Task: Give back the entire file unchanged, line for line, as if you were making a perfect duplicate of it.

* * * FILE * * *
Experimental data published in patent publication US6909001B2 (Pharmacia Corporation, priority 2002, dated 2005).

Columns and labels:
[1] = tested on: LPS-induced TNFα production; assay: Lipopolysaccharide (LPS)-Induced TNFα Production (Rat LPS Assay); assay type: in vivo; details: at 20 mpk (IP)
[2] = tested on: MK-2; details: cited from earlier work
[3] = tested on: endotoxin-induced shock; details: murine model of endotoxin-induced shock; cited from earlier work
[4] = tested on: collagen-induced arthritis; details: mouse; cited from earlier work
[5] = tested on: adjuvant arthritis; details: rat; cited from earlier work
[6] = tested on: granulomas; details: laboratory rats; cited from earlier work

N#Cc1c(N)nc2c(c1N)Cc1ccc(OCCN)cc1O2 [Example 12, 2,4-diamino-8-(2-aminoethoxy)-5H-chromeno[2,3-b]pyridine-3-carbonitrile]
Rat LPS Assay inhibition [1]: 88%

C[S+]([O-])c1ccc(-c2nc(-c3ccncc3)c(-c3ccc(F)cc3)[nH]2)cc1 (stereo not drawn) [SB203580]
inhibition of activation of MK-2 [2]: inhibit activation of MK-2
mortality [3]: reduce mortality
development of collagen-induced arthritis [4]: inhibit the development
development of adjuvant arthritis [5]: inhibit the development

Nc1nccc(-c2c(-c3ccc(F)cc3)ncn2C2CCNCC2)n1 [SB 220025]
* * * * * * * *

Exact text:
Experimental data published in patent publication US6909001B2 (Pharmacia Corporation, priority 2002, dated 2005).

Columns and labels:
[1] = tested on: LPS-induced TNFα production; assay: Lipopolysaccharide (LPS)-Induced TNFα Production (Rat LPS Assay); assay type: in vivo; details: at 20 mpk (IP)
[2] = tested on: MK-2; details: cited from earlier work
[3] = tested on: endotoxin-induced shock; details: murine model of endotoxin-induced shock; cited from earlier work
[4] = tested on: collagen-induced arthritis; details: mouse; cited from earlier work
[5] = tested on: adjuvant arthritis; details: rat; cited from earlier work
[6] = tested on: granulomas; details: laboratory rats; cited from earlier work

N#Cc1c(N)nc2c(c1N)Cc1ccc(OCCN)cc1O2 [Example 12, 2,4-diamino-8-(2-aminoethoxy)-5H-chromeno[2,3-b]pyridine-3-carbonitrile]
Rat LPS Assay inhibition [1]: 88%

C[S+]([O-])c1ccc(-c2nc(-c3ccncc3)c(-c3ccc(F)cc3)[nH]2)cc1 (stereo not drawn) [SB203580]
inhibition of activation of MK-2 [2]: inhibit activation of MK-2
mortality [3]: reduce mortality
development of collagen-induced arthritis [4]: inhibit the development
development of adjuvant arthritis [5]: inhibit the development

Nc1nccc(-c2c(-c3ccc(F)cc3)ncn2C2CCNCC2)n1 [SB 220025]